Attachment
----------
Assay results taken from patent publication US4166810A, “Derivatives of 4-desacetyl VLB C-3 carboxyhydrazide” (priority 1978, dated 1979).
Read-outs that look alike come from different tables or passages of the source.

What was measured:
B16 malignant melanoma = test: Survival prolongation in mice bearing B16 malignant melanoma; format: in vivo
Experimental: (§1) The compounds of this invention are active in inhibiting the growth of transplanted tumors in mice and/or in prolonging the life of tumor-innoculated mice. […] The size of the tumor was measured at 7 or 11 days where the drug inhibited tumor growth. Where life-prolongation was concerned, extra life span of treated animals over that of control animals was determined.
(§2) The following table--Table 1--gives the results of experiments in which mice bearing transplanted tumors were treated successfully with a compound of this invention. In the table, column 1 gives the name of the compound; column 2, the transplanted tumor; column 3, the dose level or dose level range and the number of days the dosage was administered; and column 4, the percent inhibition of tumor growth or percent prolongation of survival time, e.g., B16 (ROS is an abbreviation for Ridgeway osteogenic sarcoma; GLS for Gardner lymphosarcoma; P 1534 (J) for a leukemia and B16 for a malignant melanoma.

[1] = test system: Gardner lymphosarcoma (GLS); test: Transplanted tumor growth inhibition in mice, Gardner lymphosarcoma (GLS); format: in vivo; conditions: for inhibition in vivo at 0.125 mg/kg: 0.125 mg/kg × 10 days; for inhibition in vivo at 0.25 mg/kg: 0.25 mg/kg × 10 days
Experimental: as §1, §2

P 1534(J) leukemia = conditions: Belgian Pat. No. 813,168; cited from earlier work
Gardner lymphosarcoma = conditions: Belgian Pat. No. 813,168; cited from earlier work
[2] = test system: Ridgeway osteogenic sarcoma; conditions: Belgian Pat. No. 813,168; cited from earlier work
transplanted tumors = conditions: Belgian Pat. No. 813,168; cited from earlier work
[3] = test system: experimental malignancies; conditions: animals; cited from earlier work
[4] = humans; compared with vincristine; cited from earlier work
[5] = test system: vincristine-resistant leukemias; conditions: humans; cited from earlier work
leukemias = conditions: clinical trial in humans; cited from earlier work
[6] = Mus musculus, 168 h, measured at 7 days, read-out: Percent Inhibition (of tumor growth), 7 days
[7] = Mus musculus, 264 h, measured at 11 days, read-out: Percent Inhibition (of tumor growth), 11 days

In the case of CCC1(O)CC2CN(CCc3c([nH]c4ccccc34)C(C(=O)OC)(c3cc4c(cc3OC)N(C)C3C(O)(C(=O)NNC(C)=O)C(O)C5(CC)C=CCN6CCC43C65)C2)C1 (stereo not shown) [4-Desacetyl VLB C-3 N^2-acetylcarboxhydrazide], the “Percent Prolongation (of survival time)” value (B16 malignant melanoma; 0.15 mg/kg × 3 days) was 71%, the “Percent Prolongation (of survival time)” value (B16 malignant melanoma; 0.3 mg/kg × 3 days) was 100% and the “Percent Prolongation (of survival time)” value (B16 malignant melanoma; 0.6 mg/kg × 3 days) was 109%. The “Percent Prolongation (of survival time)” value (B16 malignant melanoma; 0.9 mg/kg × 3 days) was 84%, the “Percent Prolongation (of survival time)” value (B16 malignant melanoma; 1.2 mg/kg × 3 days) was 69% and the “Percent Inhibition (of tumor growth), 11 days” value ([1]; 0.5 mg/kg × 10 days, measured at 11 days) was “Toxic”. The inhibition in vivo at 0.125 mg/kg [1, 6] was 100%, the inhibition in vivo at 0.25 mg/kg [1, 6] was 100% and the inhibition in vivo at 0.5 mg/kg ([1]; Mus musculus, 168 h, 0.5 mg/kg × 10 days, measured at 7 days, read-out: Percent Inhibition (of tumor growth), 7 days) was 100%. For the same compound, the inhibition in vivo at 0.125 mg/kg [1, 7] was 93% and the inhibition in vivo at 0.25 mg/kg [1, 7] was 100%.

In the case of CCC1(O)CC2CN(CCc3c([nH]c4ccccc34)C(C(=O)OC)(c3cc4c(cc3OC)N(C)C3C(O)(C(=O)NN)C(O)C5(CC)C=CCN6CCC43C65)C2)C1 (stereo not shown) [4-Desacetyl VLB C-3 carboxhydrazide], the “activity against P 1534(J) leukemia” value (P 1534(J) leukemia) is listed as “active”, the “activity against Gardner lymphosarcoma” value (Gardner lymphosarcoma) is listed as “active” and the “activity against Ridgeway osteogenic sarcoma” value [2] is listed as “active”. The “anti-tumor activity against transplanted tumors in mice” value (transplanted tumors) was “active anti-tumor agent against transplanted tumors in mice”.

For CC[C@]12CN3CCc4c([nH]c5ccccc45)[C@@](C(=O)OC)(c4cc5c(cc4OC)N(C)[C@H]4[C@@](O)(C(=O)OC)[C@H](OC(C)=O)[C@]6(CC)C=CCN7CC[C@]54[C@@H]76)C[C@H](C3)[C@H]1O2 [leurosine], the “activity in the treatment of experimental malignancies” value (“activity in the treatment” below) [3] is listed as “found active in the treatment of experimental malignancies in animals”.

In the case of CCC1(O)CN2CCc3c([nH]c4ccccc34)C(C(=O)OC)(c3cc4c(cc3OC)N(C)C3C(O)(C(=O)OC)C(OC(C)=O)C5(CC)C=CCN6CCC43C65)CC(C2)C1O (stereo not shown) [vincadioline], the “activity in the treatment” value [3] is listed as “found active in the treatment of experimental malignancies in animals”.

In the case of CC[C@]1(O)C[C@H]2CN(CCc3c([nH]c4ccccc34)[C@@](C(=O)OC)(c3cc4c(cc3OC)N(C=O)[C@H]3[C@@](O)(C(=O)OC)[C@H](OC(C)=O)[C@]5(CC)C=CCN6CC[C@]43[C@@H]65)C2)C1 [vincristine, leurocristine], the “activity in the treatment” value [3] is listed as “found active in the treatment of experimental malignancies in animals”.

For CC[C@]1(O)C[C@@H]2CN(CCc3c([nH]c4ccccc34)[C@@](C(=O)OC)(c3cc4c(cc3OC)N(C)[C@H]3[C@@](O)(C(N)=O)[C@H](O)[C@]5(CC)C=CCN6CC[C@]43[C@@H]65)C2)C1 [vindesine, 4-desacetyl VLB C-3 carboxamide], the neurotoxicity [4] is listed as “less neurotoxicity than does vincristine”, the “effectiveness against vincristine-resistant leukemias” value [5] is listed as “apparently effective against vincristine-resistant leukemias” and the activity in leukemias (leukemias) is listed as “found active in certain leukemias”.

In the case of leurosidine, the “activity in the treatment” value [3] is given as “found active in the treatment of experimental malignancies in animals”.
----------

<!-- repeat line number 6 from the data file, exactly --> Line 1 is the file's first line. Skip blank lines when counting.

(§2) The following table--Table 1--gives the results of experiments in which mice bearing transplanted tumors were treated successfully with a compound of this invention. In the table, column 1 gives the name of the compound; column 2, the transplanted tumor; column 3, the dose level or dose level range and the number of days the dosage was administered; and column 4, the percent inhibition of tumor growth or percent prolongation of survival time, e.g., B16 (ROS is an abbreviation for Ridgeway osteogenic sarcoma; GLS for Gardner lymphosarcoma; P 1534 (J) for a leukemia and B16 for a malignant melanoma.